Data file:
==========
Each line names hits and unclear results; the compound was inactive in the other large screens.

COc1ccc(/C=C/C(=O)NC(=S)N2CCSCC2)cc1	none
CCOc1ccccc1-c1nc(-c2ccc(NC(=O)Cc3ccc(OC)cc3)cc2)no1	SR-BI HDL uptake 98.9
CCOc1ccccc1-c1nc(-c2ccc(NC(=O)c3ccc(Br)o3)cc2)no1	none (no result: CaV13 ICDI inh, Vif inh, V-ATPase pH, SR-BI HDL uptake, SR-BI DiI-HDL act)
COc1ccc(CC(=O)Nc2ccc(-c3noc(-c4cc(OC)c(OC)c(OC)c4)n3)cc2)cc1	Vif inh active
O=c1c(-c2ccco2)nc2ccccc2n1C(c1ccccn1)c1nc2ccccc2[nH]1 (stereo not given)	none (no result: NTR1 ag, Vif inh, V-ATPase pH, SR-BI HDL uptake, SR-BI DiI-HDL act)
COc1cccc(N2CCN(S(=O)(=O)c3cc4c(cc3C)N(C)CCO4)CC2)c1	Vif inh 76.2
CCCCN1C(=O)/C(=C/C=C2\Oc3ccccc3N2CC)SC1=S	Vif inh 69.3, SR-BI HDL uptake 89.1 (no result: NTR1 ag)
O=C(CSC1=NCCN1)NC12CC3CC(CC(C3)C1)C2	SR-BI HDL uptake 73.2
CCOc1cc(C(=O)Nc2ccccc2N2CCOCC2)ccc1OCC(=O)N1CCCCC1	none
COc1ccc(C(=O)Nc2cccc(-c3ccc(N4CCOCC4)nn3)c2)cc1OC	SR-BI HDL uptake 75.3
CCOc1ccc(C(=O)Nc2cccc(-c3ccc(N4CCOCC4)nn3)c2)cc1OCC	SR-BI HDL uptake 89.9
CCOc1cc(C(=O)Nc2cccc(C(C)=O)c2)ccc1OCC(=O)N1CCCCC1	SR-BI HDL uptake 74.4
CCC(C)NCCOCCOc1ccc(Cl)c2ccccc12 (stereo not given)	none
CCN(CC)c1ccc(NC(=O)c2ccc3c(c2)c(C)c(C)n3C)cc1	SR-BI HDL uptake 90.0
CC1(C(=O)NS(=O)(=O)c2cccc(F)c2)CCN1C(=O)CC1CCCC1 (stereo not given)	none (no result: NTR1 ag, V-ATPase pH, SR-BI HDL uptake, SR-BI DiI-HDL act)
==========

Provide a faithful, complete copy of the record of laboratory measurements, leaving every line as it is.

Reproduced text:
Each line names hits and unclear results; the compound was inactive in the other large screens.

COc1ccc(/C=C/C(=O)NC(=S)N2CCSCC2)cc1	none
CCOc1ccccc1-c1nc(-c2ccc(NC(=O)Cc3ccc(OC)cc3)cc2)no1	SR-BI HDL uptake 98.9
CCOc1ccccc1-c1nc(-c2ccc(NC(=O)c3ccc(Br)o3)cc2)no1	none (no result: CaV13 ICDI inh, Vif inh, V-ATPase pH, SR-BI HDL uptake, SR-BI DiI-HDL act)
COc1ccc(CC(=O)Nc2ccc(-c3noc(-c4cc(OC)c(OC)c(OC)c4)n3)cc2)cc1	Vif inh active
O=c1c(-c2ccco2)nc2ccccc2n1C(c1ccccn1)c1nc2ccccc2[nH]1 (stereo not given)	none (no result: NTR1 ag, Vif inh, V-ATPase pH, SR-BI HDL uptake, SR-BI DiI-HDL act)
COc1cccc(N2CCN(S(=O)(=O)c3cc4c(cc3C)N(C)CCO4)CC2)c1	Vif inh 76.2
CCCCN1C(=O)/C(=C/C=C2\Oc3ccccc3N2CC)SC1=S	Vif inh 69.3, SR-BI HDL uptake 89.1 (no result: NTR1 ag)
O=C(CSC1=NCCN1)NC12CC3CC(CC(C3)C1)C2	SR-BI HDL uptake 73.2
CCOc1cc(C(=O)Nc2ccccc2N2CCOCC2)ccc1OCC(=O)N1CCCCC1	none
COc1ccc(C(=O)Nc2cccc(-c3ccc(N4CCOCC4)nn3)c2)cc1OC	SR-BI HDL uptake 75.3
CCOc1ccc(C(=O)Nc2cccc(-c3ccc(N4CCOCC4)nn3)c2)cc1OCC	SR-BI HDL uptake 89.9
CCOc1cc(C(=O)Nc2cccc(C(C)=O)c2)ccc1OCC(=O)N1CCCCC1	SR-BI HDL uptake 74.4
CCC(C)NCCOCCOc1ccc(Cl)c2ccccc12 (stereo not given)	none
CCN(CC)c1ccc(NC(=O)c2ccc3c(c2)c(C)c(C)n3C)cc1	SR-BI HDL uptake 90.0
CC1(C(=O)NS(=O)(=O)c2cccc(F)c2)CCN1C(=O)CC1CCCC1 (stereo not given)	none (no result: NTR1 ag, V-ATPase pH, SR-BI HDL uptake, SR-BI DiI-HDL act)